My recent brush with semi-unemployment taught me an interesting lesson about social networks (which I admittedly belong to far more than any one per should).  Each one has a unique place and when leveraged in a meaningful can drive results.

So among other places, you can find me on Facebook, Twitter and LinkedIn and right here on WordPress (which for the sake of this argument I will position as a social network).

Before I left my office at CBS News for the last time (this was late in October) I updated my Facebook status and put out a tweet.  Both were intentionally misleading, as people who knew my situation at work knew what was up–and those who didn’t had questions–but I really did not want to deal with it.

By the time I made my way to Penn Station (admittedly I stopped at a couple of bars) I had job interviews lined up one via a friend (who to this day I have never met in person) through Twitter and one through a good friend (who I actually know) via Facebook.

As the days rolled on, I came to realize that I could make connections to people or reconnect to people across the expanse of my social networks.

  • On LinkedIn I found some folks whose contact information I did not save to my file as I left my CBS office.
  • On Twitter I was getting @ messages and DM’s with links to posted jobs.
  • On Facebook came support and a few laughs.
  • On WordPress I found some tips for better presenting my skills and background.

I have always been a believer in karma when it comes to things professional–I help people (including employees) jobs.  Former employees always have a reference from me. Part of me wants to believe the great support I got was Karma coming back to me–because I will keep on doing what I do.

Beyond the notion of karma though is the reality that we can all be connected–and be there to support one another.  Knowing where to go and how to tap into that resource is part of the emerging field.

My quick takeaways–as I am not sure I have all of the answers on this–and the reality is the place I landed was born more from hard work than working the systems is something like this:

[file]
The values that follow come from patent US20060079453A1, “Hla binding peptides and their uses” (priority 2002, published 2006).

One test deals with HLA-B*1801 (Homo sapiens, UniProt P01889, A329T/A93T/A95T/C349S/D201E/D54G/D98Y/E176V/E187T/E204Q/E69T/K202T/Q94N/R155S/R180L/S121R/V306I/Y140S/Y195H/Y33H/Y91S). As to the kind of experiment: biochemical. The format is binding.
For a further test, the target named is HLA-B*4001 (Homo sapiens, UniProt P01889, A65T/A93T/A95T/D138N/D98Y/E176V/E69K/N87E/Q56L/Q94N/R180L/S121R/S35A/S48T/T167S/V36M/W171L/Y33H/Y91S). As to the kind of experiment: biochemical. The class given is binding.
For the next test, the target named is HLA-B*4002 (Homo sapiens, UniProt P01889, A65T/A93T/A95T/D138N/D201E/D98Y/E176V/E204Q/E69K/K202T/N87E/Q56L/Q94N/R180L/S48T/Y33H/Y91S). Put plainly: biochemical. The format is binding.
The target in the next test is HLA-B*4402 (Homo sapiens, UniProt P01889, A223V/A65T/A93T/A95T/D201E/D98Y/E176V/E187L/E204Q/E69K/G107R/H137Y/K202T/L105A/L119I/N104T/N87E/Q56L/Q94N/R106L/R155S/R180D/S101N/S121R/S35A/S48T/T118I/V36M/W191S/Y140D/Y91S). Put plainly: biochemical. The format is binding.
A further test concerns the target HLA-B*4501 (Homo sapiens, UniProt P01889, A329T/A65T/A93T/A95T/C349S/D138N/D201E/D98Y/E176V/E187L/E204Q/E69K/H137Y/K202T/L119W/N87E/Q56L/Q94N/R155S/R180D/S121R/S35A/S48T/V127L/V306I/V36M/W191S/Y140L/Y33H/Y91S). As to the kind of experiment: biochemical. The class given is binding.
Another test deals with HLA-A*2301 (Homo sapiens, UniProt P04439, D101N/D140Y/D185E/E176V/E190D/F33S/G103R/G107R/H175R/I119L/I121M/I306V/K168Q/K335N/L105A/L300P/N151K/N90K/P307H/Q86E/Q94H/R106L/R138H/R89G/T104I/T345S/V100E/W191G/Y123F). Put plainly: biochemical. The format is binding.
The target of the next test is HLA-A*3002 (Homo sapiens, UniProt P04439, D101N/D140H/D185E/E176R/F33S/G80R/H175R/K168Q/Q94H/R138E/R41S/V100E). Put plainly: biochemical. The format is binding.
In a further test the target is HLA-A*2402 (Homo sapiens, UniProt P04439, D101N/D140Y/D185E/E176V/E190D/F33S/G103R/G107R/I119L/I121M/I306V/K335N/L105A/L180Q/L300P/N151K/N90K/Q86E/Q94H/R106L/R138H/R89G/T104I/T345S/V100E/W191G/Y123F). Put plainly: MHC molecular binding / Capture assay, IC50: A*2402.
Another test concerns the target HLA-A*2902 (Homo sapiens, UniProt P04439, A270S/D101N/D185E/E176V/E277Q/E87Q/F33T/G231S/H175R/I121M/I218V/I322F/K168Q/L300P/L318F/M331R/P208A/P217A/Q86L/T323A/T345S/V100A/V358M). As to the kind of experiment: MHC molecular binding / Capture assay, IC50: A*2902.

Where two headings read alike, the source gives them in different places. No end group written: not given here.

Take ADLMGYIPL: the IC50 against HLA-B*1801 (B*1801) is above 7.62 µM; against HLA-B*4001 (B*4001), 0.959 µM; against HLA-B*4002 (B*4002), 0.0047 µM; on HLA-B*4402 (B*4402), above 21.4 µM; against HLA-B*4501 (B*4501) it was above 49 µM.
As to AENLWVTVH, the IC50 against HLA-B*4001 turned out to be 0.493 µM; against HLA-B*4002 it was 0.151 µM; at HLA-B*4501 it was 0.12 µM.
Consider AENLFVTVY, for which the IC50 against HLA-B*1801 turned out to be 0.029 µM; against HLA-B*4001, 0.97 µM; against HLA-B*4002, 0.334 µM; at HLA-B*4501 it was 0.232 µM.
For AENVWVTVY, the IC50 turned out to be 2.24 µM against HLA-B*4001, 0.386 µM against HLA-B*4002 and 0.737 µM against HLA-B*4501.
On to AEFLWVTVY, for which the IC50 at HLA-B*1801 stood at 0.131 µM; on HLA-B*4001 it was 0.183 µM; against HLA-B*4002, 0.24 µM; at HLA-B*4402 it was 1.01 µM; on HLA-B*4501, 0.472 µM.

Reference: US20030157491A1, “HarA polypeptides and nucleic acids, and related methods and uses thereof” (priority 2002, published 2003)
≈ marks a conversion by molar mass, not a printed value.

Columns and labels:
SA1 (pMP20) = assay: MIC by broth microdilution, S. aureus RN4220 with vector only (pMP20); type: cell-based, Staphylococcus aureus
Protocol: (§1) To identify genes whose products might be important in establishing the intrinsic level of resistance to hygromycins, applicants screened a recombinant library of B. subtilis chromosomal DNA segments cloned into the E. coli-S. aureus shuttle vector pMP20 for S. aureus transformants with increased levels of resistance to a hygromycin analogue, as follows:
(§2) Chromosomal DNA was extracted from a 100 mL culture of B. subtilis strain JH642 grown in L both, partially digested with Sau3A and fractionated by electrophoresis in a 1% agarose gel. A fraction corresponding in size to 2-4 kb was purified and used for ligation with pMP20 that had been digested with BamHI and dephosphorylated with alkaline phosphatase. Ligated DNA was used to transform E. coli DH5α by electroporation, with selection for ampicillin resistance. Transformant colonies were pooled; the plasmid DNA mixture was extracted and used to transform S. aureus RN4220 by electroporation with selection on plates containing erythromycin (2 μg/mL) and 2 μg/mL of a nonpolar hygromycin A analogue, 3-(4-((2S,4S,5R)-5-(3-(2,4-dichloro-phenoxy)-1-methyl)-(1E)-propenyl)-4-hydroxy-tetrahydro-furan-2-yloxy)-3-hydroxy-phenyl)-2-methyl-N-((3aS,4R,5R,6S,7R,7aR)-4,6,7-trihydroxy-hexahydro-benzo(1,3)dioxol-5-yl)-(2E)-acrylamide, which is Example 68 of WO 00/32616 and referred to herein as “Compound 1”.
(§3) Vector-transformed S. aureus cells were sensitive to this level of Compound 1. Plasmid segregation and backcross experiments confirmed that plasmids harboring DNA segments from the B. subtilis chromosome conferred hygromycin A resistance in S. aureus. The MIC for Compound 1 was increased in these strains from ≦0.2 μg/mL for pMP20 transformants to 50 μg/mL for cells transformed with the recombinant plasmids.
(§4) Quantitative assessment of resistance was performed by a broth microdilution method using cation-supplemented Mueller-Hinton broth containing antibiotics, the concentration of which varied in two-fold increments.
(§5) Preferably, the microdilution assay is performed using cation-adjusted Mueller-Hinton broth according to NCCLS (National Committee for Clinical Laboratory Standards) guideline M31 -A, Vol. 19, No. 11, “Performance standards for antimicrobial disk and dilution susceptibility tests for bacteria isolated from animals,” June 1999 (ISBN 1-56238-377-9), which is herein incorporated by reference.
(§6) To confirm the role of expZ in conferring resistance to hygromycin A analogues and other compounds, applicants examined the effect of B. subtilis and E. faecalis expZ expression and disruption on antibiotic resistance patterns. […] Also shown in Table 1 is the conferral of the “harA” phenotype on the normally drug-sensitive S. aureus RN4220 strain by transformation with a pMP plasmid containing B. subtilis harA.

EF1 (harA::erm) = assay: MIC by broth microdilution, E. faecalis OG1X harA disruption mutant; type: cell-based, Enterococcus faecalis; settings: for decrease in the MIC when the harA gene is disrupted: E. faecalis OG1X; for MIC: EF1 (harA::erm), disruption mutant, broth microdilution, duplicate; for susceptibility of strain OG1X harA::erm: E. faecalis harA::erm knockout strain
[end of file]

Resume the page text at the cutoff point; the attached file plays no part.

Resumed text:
1. Don’t try to solve all of your problems in an hour or a day.  It’s a process, treat finding a job as a job and make it part of your day-to-day.
  2. Accept help when it’s offered, and don’t be afraid to ask.  None of us have all the answer-but together we are a pretty good knowledge base.
  3. Make sure all of your networks (Facebook, LinkedIn, Twitter) are presentable to anyone who does a Google search.
  4. Be an active contributor to the communities you want to work in.
  5. Be proactive.  This blog was born out of uncertainty about my job at CBS more than 2 years ago.  I wanted to have a place to send people to see my expertise.  Become and expert and have a place to share that expertise.

Let me know if you have any additions to my list–I am happy to add them on–and I always give credit.

Tone Down the Chatter

April 23, 2010

There’s a guy on Twitter (at least I think he’s a guy) who goes by Cheap Suits who is pretty insightful, shares good information and is always open to real conversation.  One day, and we went back and forth some on it, Cheap Suits likened FourSquare location tweets to white noise–and I don’t disagree with Cheap Suits about that.

We disagree on the utility of sites like FourSquare and Gowalla, we don’t disagree on the utility of sharing my location with all on Twitter.  I’ve blogged on this subject as well.

But to me, the bigger problem with Twitter is all of the “tricky” ways companies are trying to use Twitter, and somehow they think its like its not even noticeable.

Now, I have a friend who I introduced to Twitter more than two years ago who now has a thriving consulting business based on telling people who to fill in 140 characters and hit Tweet–and that’s fine.

This morning, I was in a deli near the LIRR train station where I get the train in the morning picking up a cup of coffee and two people were having a pretty heated discussion over the companies that manufacture tow trucks.  I have to admit, I have never even given this a second thought, but here these two people were deep into it–hemi vs. tranny, payload vs. horsepower.

I was taken with the passion of the conversation (and honestly had a few minutes to kill) so I pulled out my BlackBerry and Tweeted this.

Now I am being followed by the likes of TruckYellow, OpenRoadTruckers, Route66 and UglyMudGuards.

Clearly based on that one Tweet I am the right target for these companies and organizations, right?

No, instead, in a very sly way these guys use search terms and I supposed my tweeting the word truck, or Chevy got me noticed.

Well guys, I have a ton of respect for truckers-I really do.  But I am not following back–because honestly, I don’t need the extra chatter in my Twit stream.

Maybe I am a throwback, but as Twitter founder Biz Stone told CBS News’ Katie Couric this week, Twitter is still about conversation.  And since I am shameless about self promotion, if you like Katie Couric, and have an iPhone please get the @KatieCouric iPhone app.  But please stop listening to Twitter (ie searching) without context.  It’s just plain annoying.